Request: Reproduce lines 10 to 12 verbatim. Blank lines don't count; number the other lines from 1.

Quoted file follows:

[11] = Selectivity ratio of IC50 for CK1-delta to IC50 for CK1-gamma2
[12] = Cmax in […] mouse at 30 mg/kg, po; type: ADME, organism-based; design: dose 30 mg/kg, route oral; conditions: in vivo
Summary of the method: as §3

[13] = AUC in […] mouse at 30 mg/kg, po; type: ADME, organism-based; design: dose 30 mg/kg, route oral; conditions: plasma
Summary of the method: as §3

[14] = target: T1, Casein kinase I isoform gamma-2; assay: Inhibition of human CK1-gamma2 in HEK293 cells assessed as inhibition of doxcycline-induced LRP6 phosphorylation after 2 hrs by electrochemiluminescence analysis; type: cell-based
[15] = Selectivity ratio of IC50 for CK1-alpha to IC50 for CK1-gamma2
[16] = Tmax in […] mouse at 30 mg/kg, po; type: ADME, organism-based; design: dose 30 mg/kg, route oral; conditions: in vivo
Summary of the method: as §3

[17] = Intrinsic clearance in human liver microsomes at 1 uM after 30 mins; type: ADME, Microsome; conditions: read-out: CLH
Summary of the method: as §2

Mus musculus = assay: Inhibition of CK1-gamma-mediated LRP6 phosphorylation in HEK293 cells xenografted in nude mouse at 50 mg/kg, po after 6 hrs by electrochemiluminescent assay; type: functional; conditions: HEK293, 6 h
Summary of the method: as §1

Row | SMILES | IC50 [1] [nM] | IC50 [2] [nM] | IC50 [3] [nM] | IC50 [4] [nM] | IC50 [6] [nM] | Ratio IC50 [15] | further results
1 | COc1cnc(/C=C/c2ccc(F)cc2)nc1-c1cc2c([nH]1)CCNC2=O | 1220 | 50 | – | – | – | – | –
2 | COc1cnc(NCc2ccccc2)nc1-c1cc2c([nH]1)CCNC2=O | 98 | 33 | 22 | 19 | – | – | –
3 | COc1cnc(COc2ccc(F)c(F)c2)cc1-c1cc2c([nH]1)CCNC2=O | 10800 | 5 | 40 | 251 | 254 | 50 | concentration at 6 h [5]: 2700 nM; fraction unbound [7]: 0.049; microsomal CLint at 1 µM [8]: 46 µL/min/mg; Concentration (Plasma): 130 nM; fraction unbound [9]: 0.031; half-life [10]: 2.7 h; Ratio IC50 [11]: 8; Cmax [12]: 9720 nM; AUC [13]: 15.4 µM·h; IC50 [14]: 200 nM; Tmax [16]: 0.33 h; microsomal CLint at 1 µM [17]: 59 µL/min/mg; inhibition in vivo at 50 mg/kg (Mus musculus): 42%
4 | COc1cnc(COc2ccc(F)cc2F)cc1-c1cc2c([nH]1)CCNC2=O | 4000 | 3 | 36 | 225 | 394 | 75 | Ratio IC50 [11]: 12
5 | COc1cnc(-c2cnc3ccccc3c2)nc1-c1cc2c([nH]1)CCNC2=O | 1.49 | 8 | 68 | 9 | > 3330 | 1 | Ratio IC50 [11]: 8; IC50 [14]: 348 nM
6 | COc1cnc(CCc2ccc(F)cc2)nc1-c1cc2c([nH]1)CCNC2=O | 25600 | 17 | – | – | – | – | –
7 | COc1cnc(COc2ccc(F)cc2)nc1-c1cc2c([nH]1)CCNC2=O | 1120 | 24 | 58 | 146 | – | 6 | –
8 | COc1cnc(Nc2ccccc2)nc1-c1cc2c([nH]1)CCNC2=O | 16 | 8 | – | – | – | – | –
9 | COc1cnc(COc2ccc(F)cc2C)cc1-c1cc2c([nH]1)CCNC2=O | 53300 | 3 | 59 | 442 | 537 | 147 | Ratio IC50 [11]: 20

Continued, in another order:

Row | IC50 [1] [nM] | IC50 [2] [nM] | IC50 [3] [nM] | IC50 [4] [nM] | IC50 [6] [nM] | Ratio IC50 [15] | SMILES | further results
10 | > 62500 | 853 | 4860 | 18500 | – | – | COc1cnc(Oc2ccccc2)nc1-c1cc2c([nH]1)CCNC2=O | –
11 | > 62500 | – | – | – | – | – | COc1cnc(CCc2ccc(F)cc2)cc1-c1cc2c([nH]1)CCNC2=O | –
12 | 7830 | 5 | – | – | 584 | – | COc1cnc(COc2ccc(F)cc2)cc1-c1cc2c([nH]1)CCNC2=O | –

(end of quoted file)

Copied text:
[17] = Intrinsic clearance in human liver microsomes at 1 uM after 30 mins; type: ADME, Microsome; conditions: read-out: CLH
Summary of the method: as §2

Mus musculus = assay: Inhibition of CK1-gamma-mediated LRP6 phosphorylation in HEK293 cells xenografted in nude mouse at 50 mg/kg, po after 6 hrs by electrochemiluminescent assay; type: functional; conditions: HEK293, 6 h